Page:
#include<stdio.h>
#define MOD 100000009

#define REP(i, n) for(i = 0; i < n; ++i)

void mul(int a[2][2],int b[2][2])
{
int i,j,k;
int c[2][2];
for(i=0;i<2;i++)
{
for(j=0;j<2;j++)
{
c[i][j]=0;
for(k=0;k<2;k++)
{
c[i][j]+=(a[i][k]*b[k][j]);

}
}
}                                              // matrix multiply

i=0;j=0;

REP(i,2)
REP(j,2)
b[i][j]=c[i][j];    // copying the value in back to b[][]

return;
}

void calc(int a[2][2],int b[2][2],int p)
{
int i,j,k;

if(p==1)
{
REP(i,2)
REP(j,2)
b[i][j]=a[i][j];
return;
}

if(p%2==0)
{
calc(a,b,p/2);
mul(b,b);
}
else
{
calc(a,b,p/2);
mul(b,b);
mul(b,a);
}

return;
}

int main()
{
int t[2][2]={
{0,1},
{1,1}
};

int f[2][1]={
{1},
{1}
};
int n=3;
int i,j;
int b[2][2];

calc(t,b,n-1);

REP(i,2)
REP(j,2)
printf("%d ",b[i][j]);

/*  int g[2][1]={
{b[0][0]*f[0][0]+b[0][1]*f[1][0]},
{b[1][0]*f[0][0]+b[1][1]*f[1][0]}
};
*/
getch();

return 0;
}

this is a code for finding nth fibo number in logn time. I have multiplied a matrix T n-1 times. But the problem with code is that it is same output for n=3 and n=4 both. I am not able to figure out the error. thanks if you can help me in this.

Answer for n=3 and n=4 which it is giving: 1 1 1 2 which is wrong. So can you figure out where can be the problem ? And it is also giving wrong output some other cases also. I think there is some logical problem.thanks in advance.

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Last Post by deceptikon

When working out these problems, start by understanding what the expected result should be, then trace through your code in a debugger and find the place where the expected result differs from the actual result. That's where your logic error is likely to be.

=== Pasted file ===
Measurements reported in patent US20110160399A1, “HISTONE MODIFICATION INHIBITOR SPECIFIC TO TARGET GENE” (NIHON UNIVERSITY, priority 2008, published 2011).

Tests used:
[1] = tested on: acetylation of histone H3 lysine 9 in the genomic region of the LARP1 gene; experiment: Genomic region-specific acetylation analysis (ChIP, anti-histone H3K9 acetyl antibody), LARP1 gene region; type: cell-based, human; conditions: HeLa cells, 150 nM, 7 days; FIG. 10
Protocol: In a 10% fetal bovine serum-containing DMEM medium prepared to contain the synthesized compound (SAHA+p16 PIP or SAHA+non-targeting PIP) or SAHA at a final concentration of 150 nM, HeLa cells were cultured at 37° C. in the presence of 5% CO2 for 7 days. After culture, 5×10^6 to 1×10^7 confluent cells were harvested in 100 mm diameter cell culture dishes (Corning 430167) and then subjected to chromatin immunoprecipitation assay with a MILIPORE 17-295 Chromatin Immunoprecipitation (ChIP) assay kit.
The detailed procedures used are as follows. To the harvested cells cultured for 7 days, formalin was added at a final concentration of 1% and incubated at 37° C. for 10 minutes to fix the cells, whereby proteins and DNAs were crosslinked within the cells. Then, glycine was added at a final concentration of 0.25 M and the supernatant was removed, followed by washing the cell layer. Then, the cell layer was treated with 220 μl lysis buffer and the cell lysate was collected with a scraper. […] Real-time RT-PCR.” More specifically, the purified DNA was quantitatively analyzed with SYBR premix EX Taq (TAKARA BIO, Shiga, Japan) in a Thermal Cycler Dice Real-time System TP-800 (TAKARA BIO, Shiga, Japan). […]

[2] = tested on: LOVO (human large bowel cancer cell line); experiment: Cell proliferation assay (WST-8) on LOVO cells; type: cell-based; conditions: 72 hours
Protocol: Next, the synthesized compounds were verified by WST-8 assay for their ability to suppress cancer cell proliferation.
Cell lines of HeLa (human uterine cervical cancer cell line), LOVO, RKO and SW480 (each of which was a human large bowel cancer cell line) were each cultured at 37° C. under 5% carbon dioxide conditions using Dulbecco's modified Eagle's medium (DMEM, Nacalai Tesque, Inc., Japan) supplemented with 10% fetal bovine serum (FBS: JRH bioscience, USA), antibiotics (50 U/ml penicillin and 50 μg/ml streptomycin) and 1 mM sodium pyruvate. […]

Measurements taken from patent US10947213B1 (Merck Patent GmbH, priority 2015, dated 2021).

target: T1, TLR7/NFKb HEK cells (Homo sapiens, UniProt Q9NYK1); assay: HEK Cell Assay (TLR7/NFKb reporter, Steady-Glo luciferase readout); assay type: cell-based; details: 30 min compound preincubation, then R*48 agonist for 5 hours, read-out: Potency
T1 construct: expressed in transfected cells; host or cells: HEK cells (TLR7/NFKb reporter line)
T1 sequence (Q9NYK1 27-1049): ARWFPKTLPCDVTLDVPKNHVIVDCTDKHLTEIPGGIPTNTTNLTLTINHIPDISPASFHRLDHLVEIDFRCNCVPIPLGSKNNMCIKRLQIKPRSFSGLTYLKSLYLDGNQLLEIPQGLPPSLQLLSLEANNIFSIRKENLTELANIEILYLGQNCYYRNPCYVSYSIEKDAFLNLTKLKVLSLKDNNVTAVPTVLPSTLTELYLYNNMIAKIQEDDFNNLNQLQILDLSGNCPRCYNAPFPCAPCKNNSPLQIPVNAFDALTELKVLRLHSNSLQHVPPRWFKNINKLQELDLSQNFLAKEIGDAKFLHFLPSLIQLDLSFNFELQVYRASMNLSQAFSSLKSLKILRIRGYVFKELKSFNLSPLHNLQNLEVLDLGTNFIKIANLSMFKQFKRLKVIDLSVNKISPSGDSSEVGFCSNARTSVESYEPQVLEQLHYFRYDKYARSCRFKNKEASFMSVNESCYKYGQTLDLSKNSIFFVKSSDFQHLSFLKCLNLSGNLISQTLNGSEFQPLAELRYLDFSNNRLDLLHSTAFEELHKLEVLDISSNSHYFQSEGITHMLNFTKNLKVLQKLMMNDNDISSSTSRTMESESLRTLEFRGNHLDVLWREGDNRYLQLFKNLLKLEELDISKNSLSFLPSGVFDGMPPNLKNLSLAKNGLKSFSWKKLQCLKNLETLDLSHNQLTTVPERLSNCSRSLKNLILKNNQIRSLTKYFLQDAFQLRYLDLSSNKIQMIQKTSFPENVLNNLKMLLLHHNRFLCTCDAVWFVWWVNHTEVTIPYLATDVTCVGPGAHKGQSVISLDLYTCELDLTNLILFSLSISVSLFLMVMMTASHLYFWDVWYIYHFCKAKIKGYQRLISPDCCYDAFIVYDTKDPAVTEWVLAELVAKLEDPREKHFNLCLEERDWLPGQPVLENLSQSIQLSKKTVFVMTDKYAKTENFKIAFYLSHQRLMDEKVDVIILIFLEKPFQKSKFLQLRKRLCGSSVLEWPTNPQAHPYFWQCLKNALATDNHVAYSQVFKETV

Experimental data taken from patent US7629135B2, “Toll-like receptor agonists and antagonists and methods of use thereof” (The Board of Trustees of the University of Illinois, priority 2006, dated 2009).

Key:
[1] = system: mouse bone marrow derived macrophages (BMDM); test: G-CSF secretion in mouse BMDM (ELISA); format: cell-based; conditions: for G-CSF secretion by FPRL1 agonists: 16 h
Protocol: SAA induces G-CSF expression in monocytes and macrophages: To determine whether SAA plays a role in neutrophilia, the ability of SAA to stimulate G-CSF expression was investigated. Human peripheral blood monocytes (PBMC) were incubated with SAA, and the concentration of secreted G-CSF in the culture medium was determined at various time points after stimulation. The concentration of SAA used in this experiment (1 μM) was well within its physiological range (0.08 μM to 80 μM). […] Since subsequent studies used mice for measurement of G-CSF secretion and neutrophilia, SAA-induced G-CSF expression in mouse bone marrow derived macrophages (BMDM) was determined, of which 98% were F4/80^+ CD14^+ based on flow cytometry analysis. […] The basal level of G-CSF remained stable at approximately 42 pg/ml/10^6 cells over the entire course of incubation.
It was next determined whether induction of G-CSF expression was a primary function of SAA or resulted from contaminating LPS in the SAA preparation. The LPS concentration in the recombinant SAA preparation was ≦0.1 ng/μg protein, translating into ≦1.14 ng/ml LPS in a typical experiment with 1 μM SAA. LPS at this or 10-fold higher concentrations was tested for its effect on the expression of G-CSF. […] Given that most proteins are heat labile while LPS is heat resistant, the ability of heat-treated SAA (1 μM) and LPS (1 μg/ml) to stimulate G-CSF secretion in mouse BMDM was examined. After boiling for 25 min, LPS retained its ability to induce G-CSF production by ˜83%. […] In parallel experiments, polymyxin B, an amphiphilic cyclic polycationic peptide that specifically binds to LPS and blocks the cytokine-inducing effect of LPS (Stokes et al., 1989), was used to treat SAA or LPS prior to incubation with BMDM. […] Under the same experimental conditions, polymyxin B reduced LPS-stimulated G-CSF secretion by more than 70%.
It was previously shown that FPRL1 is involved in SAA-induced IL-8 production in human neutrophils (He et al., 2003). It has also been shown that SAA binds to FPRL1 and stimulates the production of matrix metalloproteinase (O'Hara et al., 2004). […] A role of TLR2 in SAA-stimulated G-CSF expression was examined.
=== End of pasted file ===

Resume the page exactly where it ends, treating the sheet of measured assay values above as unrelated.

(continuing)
Obviously this process can be difficult if you're using code you don't understand, which is why it's important to understand the problem fully and how the code goes about solving it. ;)

On a side note, there's a more elegant solution to this problem. It's described as an exercise here and solved/converted to C here:

#include <stdio.h>

long long fib_iter(long long a, long long b, long long p, long long q, int count)
{
if (count <= 0)
return b;

if (count % 2 == 0) {
long long p_next = (p * p) + (q * q);
long long q_next = (2 * p * q) + (q * q);

return fib_iter(a, b,  p_next,  q_next,  count / 2);
}
else {
long long a_next = (b * q) + (a * q) + (a * p);
long long b_next = (b * p) + (a * q);

return fib_iter(a_next, b_next, p, q, count - 1);
}
}

long long fib(int n)
{
return fib_iter(1, 0, 0, 1, n);
}

int main(void)
{
for (int n = 0; n < 10; ++n)
printf("%lld ", fib(n));

putchar('\n');

return 0;
}

hey deceptikon is it using logn time to evaluate a fibo numbers. i have traced it, but i may be wrong so that's why confirming with you ?

i don't know which GOOGLE you use :p i also search from that google.com from where you search, but i didn't get these things :-) and from where i can read the logic which is used in this ? like the terms they are using and all the logic behind this. this is an awesome and fantastic way to implement that. too easy to read! thanks please tell :)

Edited by nitin1

hey deceptikon is it using logn time to evaluate a fibo numbers.

Yes. Or rather, it's O(nlogn) because I'm calculating the whole sequence. But for a single number yes, it's O(logn).

i don't know which GOOGLE you use :p

It's the special google for google-fu masters. But seriously, it's really just a matter of remembering things you've seen before, constructing a likely keyword search, and refining that search based on the results until you find something useful.

and from where i can read the logic which is used in this ?

Well...you could read the book that I linked to. The logarithmic Fibonacci algorithm is an exercise to a section on exponentiation (hint), and the exercise itself does a reasonably good job of explaining how the algorithm works.

It might also be instructive if you reverse engineered my solution to the exercise (computing p' and q' in terms of p and q), but I won't insist on it. ;) Merely tracing through the algorithm and noting the transformations to understand how it works should be sufficient.

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